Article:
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US and Europe prepare to back condemnation of Syria with deeds

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Syrian President Bashar al-Assad’s resolve to brutally crush mass protests demanding an end to his authoritarian regime is forcing the United States and Europe to back verbal condemnations with deeds. The Western powers have reacted sharply to Mr. Assad’s decision to seal Syria’s borders with neighboring Jordan, and to order his security forces to fire on civilians in Deraa. At least 26 residents were reported killed. Some rights groups suggest that dozens more may have been killed.

The Obama administration, in an initial response to the escalating violence in Syria, is drafting an executive order to freeze the assets of senior Syrian officials and bar them from engaging in business dealings with the United States. If adopted, the European Union will likely apply similar sanctions that would hit home harder because Syria has closer economic ties to Europe than to the United States.

The sanctions, designed to cripple the Syrian economy, also constitute a bid by Washington and Brussels to avert being drawn into a second military confrontation in the Middle East and North Africa in support of anti-government protesters. Allied forces last month imposed a United Nations Security Council-back no-fly zone in Libya and on Monday attacked Colonel Muammar Qaddafi’s compound in Tripoli.

Imposition of the sanctions is likely to buy the United States and Europe some time. The reports of the planned sanctions came a day after Human Rights Watch called for punitive measures against Syrian officials responsible “for the use of lethal force against peaceful protesters and the arbitrary detention and torture of hundreds of protesters, as well as …an urgent briefing of the UN Security Council on the spiraling situation in the country,” including last weekend’s deaths.

“It is no longer enough to condemn the violence,” a Human Rights Watch spokesman said.

The mounting death toll and Syria’s employment of its military makes it, however, a matter of time before the question arises whether Syrian civilians are not entitled to the same protection extended to Libyans by the Security Council. Government forces killed some 120 protesters last weekend.

Syrian military troops backed by tanks and civilian-clad security forces attacked on Monday the Syrian town of Deraa, where the protests first erupted five weeks ago, as well as the Douma district of the capital Damascus. Syria denied reports from Jordan as well as Syrian activists that it had closed its border with Jordan because of the operation in Deraa, located five kilometers from the frontier. Activists and residents of Deraa say some 26 people were killed in the assault as snipers shot randomly at homes.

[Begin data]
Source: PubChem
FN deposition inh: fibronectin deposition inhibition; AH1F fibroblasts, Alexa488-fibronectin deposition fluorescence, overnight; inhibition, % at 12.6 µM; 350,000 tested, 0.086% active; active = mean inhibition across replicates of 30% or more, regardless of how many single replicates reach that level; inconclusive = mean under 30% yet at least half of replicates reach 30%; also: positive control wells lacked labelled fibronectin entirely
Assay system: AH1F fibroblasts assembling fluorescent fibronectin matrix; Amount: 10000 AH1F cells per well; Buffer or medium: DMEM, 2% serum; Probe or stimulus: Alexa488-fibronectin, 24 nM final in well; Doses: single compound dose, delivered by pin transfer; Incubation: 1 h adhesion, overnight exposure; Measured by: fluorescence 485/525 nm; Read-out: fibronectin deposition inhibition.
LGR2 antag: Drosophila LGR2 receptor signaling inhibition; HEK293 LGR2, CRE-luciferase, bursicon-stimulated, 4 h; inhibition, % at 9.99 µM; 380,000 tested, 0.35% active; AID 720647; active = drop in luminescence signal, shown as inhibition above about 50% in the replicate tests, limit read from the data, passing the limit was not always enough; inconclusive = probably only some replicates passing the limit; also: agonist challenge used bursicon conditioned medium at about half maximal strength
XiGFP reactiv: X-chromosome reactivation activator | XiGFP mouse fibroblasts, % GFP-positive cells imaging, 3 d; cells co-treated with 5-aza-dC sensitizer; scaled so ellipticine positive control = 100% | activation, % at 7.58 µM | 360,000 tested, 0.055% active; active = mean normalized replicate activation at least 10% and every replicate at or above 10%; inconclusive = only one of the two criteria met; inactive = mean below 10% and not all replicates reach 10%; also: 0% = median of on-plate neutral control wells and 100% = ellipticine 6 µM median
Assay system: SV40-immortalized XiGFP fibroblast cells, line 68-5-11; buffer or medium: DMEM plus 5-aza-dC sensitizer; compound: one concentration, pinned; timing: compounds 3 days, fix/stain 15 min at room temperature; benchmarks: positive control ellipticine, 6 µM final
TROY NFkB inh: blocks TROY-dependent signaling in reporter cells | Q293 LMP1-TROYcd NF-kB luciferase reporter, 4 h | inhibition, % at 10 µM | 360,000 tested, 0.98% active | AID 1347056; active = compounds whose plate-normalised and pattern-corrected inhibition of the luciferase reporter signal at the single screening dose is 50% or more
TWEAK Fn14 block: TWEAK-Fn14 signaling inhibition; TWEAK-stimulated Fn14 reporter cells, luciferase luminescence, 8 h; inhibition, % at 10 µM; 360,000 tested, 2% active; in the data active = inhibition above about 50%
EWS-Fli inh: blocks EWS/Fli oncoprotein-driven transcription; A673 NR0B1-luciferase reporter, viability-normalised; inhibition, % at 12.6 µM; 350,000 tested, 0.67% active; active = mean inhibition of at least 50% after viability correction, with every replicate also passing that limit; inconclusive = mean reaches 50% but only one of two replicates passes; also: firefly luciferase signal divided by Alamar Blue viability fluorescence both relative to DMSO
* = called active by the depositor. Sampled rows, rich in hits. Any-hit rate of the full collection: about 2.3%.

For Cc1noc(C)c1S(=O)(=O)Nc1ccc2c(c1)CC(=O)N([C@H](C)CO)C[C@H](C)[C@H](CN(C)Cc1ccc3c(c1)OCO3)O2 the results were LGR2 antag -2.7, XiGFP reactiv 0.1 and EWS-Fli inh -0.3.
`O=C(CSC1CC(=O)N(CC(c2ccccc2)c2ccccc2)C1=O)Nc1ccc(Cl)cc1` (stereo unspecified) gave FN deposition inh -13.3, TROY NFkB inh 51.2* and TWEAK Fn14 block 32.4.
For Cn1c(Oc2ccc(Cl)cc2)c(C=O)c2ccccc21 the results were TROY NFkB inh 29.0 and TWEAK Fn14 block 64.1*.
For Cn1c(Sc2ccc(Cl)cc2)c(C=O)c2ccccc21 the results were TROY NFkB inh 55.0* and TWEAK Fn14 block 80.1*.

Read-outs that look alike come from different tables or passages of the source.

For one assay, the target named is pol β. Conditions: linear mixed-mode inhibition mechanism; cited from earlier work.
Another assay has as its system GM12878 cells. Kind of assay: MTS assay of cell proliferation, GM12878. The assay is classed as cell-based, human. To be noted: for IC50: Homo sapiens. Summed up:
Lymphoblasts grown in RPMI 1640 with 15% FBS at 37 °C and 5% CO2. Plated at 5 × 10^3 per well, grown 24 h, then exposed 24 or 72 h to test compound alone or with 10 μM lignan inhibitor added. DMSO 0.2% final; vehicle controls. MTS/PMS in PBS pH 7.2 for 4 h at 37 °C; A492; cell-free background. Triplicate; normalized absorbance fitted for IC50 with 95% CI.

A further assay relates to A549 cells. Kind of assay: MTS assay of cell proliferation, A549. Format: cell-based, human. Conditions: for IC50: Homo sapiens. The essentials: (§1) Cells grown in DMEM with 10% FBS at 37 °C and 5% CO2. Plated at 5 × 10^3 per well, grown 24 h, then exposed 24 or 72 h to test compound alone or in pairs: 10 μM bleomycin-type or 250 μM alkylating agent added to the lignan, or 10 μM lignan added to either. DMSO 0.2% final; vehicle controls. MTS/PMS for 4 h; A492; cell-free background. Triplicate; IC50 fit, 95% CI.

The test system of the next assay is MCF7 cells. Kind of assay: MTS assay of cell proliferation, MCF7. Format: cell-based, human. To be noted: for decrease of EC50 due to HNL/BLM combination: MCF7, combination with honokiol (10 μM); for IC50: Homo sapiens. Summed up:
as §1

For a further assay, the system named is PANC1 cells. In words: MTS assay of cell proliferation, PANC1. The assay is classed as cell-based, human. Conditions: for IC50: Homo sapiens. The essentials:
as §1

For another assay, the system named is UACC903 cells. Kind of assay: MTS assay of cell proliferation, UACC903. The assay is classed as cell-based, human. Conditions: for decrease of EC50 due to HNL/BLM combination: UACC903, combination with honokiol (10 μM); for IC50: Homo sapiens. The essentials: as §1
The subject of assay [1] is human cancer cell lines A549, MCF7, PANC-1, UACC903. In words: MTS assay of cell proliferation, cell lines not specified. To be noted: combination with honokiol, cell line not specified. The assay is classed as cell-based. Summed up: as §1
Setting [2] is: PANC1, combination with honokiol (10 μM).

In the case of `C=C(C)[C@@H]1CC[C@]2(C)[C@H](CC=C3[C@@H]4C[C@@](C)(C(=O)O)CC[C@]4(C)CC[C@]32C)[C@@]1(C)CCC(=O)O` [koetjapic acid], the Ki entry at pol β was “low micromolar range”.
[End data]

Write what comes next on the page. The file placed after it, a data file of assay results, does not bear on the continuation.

The attack raises the specter of a repeat of the assault in 1982 ordered by Mr. Assad’s father, Hafez al-Assad, on the city of Hama that crushed the opposition Muslim Brotherhood. Some 20,000 people reportedly died in that assault.

The attacks represent a significant escalation of the Syrian crisis with the deployment of the regular armed forces alongside the security services for the first time since the protests erupted. This is a risky strategy for Mr. Assad. The possibility of elements of the military turning against the president is greater as the violence against unarmed civilians escalates than from within the security forces whose future is far more dependent on the survival of his regime.

Mr. Assad has already seen cracks emerge in the country’s political and religious leadership with the resignations of two Syrian politicians and a state-appointed Muslim in protest against this weekend’s killings.

Quelling the popular revolt against his regime may prove to be more difficult for Mr. Assad than his father’s 1982 defeat of the Muslim Brotherhood. In contrast to his father, Mr. Assad faces a popular revolt that has engulfed the whole country and cuts across ethnic and religious lines rather than one that is restricted to only one city and one group. While the media have been barred from access to areas under assault by the Syrian military, news of the attacks are reaching, unlike in the case of Hama, the outside world in a stream of amateur videos on the Internet.

The pictures are fuelling international condemnation as well as the calls for a US and European sanctions. They are likely to prompt calls for stronger actions as it becomes clears that sanctions are insufficient to convince Mr. Assad to halt the brutal crackdown any time soon.

The significance of Mr. Assad’s selection of Deraa, a socially and religiously conservative town, goes beyond the fact that it stands at the cradle of the most serious challenge to date to the president’s grip on power. It lends credence to the assertion of Mr. Assad’s regime that the protests constitute a foreign conspiracy involving armed Salafists, a puritanical Muslim group that wants to emulate Muslim practice as it was at the time of the Prophet Mohammed.

In doing so, Mr. Assad hopes to strengthen fears that his downfall would pave the way for an Islamist regime that would ignite ethnic and religious tensions in a country populated by mosaic of minorities. It is a strategy aimed not only at undermining domestic support for the protests but also at persuading the United States and Europe to think twice about increasing the pressure on Mr. Assad’s regime.

(James M. Dorsey, formerly of The Wall Street Journal, is a senior researcher at the National University of Singapore’s Middle East Institute and the author of the blog, The Turbulent World of Middle East Soccer. He can be reached via email at: [email protected])